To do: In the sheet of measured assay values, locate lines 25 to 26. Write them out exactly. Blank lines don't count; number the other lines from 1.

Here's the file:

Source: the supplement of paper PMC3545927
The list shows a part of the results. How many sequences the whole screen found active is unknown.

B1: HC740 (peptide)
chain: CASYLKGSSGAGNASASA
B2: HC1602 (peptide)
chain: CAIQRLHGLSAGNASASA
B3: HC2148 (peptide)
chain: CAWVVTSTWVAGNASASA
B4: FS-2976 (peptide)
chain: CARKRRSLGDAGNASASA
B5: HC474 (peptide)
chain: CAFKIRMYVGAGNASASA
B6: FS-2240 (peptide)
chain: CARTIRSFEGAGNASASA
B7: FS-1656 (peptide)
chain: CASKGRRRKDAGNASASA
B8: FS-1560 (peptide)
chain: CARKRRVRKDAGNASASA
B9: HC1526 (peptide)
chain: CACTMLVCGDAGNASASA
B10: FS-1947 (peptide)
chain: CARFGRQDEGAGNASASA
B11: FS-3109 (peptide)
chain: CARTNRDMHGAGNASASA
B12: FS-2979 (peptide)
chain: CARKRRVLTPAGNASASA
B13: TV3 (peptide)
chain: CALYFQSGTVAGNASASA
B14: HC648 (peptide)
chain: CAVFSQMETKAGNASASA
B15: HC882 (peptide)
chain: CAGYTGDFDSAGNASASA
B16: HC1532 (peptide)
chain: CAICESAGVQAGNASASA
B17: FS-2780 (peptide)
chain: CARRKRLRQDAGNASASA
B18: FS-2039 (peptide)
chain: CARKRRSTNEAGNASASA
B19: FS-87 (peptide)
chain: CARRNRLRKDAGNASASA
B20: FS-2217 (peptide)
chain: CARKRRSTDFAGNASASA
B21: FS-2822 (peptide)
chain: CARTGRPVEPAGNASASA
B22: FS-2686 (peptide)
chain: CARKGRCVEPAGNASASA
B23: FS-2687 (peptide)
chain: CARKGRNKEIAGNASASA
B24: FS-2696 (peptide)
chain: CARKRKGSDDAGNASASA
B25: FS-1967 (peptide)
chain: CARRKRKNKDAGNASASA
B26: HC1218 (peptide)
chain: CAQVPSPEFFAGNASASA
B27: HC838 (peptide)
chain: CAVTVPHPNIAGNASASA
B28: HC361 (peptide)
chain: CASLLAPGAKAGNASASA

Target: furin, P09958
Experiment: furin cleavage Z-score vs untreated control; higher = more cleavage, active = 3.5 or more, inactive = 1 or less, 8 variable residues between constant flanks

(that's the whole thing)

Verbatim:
B12: FS-2979 (peptide)
chain: CARKRRVLTPAGNASASA